Ever feel guilty about wasting too much time on the Internet? Think of it as a profound existential exploration for a higher purpose: course credit.
Students at the University of Pennsylvania will soon be able to get academic credit for taking a class that actually requires them to waste time online. The goal of the class, called "Wasting time on the Internet," is to take the experience of tweeting, online chatting and watching silly YouTube videos and turn it into a work of literature.
"Distraction, multi-tasking, and aimless drifting is mandatory," reads the course description.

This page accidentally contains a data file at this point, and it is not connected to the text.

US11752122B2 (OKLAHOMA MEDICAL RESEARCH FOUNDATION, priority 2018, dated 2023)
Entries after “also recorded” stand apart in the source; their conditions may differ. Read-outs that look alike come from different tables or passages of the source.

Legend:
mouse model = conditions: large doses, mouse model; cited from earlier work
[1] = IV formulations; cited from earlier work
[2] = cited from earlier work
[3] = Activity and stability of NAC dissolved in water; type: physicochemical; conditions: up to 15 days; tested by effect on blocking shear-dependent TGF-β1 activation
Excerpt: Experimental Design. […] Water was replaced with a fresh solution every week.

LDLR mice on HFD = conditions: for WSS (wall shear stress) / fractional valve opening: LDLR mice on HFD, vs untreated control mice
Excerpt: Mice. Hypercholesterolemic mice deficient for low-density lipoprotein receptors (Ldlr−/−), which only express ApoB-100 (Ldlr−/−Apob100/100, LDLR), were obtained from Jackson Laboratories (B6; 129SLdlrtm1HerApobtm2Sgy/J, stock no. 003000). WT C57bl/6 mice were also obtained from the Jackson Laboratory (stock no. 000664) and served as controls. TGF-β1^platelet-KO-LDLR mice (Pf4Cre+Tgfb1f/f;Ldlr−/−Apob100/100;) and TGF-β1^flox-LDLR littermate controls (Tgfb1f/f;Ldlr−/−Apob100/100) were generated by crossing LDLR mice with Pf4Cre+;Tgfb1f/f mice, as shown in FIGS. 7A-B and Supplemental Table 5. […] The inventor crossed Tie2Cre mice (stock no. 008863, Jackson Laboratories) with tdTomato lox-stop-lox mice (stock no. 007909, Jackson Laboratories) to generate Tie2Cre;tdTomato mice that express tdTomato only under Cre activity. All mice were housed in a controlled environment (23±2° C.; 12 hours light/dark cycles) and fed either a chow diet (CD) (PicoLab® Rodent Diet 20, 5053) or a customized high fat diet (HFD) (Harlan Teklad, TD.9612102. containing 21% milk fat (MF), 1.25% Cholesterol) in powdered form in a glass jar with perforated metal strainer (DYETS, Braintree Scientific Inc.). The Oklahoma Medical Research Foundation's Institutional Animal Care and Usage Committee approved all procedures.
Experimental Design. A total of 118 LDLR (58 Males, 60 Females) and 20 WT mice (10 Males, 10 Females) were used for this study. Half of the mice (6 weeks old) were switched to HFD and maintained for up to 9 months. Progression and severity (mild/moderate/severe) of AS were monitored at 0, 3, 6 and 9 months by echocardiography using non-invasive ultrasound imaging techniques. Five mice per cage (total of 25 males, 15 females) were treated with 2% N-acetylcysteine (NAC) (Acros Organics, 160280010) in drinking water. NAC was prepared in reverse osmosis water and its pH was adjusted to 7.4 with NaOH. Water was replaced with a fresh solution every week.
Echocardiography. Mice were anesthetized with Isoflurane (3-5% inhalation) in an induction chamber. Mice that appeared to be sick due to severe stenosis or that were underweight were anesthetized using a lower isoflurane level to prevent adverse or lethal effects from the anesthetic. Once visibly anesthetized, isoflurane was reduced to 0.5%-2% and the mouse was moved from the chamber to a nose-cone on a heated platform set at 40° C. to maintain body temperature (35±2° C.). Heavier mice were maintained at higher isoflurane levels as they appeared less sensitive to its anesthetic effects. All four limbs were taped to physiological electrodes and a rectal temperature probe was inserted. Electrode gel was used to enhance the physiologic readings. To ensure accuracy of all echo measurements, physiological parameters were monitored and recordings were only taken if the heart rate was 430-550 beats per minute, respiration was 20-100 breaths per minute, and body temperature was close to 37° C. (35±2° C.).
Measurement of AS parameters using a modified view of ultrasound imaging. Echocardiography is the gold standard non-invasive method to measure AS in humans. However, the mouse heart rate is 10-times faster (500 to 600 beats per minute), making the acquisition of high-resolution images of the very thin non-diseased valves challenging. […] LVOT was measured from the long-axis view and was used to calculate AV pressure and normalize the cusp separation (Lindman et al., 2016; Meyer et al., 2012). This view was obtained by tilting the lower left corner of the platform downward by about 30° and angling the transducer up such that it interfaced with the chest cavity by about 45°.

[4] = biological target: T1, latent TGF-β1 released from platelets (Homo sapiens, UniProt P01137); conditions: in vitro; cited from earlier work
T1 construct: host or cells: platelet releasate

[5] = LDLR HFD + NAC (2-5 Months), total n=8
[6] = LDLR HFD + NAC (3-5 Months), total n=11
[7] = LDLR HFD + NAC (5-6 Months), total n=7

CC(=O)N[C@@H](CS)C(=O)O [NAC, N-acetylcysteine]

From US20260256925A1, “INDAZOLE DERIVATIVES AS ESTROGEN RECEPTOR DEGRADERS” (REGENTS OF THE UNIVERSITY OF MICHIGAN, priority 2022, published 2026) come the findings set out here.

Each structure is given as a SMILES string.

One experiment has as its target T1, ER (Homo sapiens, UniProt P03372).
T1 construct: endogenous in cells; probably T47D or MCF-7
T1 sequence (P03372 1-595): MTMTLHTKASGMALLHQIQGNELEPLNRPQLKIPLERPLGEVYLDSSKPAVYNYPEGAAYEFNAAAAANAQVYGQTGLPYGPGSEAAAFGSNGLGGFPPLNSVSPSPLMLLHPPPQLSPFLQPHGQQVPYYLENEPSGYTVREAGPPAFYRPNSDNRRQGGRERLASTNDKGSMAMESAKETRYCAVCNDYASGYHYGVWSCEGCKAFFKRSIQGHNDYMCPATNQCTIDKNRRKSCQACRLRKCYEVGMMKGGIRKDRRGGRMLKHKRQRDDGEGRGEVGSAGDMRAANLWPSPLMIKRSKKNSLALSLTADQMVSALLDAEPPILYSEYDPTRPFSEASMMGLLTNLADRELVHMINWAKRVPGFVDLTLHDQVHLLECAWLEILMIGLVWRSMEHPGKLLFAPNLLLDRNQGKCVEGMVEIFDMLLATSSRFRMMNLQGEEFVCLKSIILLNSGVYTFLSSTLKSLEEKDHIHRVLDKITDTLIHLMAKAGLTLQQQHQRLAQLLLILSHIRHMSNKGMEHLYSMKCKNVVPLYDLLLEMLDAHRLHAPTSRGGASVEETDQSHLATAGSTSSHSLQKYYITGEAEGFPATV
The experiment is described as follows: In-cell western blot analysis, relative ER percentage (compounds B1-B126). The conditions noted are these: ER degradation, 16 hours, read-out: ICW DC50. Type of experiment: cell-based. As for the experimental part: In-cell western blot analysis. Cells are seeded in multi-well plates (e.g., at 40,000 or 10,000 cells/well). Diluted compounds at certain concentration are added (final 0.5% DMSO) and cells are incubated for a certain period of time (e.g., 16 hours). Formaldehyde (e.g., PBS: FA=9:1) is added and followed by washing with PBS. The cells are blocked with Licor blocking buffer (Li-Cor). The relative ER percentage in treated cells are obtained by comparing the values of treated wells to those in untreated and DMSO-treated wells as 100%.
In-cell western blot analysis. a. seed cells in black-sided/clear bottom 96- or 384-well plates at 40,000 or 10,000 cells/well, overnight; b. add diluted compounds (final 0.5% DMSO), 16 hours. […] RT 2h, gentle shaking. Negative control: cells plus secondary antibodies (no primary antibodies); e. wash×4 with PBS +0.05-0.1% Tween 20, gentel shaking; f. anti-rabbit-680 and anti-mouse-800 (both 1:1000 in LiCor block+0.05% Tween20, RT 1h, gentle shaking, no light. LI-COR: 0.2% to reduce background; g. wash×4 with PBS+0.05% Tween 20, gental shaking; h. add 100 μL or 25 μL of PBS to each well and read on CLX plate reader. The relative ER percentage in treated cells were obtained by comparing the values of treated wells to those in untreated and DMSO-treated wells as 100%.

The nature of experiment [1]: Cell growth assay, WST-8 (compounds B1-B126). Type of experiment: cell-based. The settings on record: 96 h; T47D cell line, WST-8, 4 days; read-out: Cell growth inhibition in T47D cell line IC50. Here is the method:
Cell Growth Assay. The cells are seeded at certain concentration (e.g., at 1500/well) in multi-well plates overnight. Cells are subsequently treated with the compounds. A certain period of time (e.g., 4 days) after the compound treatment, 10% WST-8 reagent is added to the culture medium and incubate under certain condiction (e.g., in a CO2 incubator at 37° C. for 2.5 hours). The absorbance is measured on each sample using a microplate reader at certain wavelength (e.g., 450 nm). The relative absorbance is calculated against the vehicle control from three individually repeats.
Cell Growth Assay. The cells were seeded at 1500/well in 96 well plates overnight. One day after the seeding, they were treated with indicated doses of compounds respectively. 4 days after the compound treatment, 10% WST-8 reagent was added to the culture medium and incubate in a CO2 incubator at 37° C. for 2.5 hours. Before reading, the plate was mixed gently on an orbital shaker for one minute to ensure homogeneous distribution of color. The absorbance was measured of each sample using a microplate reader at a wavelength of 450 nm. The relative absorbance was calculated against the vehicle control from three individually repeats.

Students in the class will be expected "to stare at the screen for three hours, only interacting through chat rooms, bots, social media and listservs," according to the university's website, and to ponder questions like whether the Internet is actually the greatest poem ever written.
"I'm very tired of reading articles in the New York Times every week that make us feel bad about spending so much time on the internet, about dividing our attention so many times," Kenneth Goldsmith, a poet and professor who will be teaching the class, told VICE's Motherboard, adding that he thinks the Internet is making us smarter, not dumber as it is commonly considered.
"There's this new morality built around guilt and shame in the digital age," he said.
The course will be available this coming spring.